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Please use this identifier to cite or link to this item: http://hdl.handle.net/1860/2810

Title: New methods in computational systems biology
Authors: Miller, David J.
Keywords: Physics;Biological systems;Drugs--Design
Issue Date: 11-Jul-2008
Abstract: Systems biology strives to reach greater understanding of biological function through an integrative, multidisciplinary approach utilizing experimentation, theory, and simulation in equal measures. Drawing from the traditionally distinct elds of biology, chemistry, physics, engineering, mathematics, computer science, informatics, and medicine, systems biology regards biological components as acting in tandem in a uni ed hierarchical system over a wide range of scales, from nano-scale (proteins and small molecules) to micro-scale (organelles and cells) to macro-scale (tissue and organs). Within this burgeoning eld, computational modeling of cell signaling serves not only to validate theoretical and experimental ndings, but also to provide quantitative and even predictive analysis of biochemical networks and intracellular machinery. In this thesis, a model of the canonical MAPK signal transduction pathway (well studied for its role in a large percentage of cancers) is analyzed using the custom simulation software package CellSim as a tool for predicting targets for e ective anti-cancer drugs, as well as predicting the e ects of such drugs on non-cancerous cells. Furthermore, computational tools and methods are developed for extending such purely kinetic models of intracellular signaling into the spatio-temporal realm, introducing locality, transport, and cell geometry.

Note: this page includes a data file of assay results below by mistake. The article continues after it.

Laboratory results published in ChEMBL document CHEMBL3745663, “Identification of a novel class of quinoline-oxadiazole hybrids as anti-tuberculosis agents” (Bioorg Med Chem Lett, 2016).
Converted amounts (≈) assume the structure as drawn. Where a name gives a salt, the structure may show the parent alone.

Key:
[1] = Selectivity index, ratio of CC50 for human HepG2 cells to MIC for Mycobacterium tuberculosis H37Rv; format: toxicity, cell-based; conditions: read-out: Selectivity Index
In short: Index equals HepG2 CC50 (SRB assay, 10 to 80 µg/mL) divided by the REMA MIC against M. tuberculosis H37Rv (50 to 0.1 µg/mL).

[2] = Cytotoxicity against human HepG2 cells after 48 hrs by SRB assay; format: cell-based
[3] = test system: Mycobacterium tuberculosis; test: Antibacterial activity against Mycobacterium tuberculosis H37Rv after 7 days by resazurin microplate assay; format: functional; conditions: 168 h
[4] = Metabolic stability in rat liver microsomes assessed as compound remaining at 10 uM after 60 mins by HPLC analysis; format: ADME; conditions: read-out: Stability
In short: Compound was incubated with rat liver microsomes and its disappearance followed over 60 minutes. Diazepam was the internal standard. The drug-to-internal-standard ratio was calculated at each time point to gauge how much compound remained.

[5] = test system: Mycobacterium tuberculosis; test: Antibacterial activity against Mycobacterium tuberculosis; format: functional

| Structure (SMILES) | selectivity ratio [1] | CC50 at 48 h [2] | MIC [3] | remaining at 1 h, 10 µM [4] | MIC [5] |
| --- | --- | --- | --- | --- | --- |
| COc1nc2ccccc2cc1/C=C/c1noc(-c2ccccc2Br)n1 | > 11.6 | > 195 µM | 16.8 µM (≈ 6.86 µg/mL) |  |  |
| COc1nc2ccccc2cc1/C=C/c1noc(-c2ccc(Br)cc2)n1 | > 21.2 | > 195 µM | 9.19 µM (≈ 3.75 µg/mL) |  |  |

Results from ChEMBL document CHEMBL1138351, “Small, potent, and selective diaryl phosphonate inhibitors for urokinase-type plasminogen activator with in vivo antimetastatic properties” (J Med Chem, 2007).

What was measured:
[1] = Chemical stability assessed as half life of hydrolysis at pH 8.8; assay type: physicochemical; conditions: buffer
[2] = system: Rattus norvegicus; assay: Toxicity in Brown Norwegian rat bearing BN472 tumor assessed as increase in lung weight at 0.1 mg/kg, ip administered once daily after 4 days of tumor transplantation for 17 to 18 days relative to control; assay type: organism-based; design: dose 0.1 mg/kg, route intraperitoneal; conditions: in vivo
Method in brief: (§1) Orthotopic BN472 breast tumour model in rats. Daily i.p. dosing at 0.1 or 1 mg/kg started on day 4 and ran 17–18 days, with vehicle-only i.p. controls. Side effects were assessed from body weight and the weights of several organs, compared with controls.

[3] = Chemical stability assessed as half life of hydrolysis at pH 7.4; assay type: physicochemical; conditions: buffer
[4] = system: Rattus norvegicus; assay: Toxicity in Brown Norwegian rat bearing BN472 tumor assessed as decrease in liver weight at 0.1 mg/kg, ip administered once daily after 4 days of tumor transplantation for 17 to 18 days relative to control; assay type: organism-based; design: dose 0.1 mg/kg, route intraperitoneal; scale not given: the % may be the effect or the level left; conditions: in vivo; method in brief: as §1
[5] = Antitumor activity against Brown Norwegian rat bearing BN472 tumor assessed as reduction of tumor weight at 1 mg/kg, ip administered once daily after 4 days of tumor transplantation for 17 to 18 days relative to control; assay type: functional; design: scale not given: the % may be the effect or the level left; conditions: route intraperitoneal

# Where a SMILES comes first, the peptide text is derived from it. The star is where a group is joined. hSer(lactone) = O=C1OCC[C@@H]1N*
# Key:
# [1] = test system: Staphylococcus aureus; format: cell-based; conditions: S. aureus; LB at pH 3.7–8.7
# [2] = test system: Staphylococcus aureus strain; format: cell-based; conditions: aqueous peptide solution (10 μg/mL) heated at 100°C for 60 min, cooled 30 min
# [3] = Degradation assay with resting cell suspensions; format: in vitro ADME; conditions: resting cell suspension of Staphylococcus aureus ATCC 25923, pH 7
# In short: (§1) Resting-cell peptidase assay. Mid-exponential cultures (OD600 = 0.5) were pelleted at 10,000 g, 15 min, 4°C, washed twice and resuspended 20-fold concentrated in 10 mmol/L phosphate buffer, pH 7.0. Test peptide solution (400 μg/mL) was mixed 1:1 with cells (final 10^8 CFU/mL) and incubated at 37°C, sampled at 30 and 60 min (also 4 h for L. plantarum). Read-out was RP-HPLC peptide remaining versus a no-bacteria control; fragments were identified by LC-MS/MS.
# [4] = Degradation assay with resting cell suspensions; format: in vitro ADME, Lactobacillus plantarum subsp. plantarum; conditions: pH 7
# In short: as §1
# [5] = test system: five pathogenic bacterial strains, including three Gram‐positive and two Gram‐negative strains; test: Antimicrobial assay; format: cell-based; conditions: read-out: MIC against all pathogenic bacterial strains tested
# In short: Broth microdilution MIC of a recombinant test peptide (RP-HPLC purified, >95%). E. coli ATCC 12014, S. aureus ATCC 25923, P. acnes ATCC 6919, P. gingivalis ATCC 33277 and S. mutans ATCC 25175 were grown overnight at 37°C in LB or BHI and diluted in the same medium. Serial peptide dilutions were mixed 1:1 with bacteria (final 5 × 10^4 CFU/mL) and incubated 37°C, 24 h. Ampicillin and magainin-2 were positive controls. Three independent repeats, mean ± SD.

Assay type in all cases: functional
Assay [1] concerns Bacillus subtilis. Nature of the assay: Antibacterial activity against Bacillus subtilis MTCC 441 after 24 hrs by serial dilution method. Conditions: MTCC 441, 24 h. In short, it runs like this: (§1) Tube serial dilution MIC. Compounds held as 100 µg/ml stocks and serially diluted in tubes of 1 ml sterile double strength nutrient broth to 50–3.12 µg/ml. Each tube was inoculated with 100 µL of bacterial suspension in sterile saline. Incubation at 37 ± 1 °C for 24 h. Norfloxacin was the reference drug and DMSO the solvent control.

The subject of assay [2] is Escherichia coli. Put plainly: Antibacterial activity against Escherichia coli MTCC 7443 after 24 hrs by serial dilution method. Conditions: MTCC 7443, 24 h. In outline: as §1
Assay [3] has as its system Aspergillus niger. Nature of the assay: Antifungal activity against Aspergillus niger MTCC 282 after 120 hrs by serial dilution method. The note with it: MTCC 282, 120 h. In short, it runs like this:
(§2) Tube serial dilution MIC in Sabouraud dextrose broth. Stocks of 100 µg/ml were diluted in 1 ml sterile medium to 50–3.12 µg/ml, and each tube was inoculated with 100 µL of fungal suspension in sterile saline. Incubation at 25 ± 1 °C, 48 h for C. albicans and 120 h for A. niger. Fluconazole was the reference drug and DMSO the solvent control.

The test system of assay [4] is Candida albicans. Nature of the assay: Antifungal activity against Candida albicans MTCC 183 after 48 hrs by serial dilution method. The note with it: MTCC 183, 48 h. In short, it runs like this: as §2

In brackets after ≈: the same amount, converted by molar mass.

URI: http://hdl.handle.net/1860/2810
Appears in Collections:Drexel Theses and Dissertations

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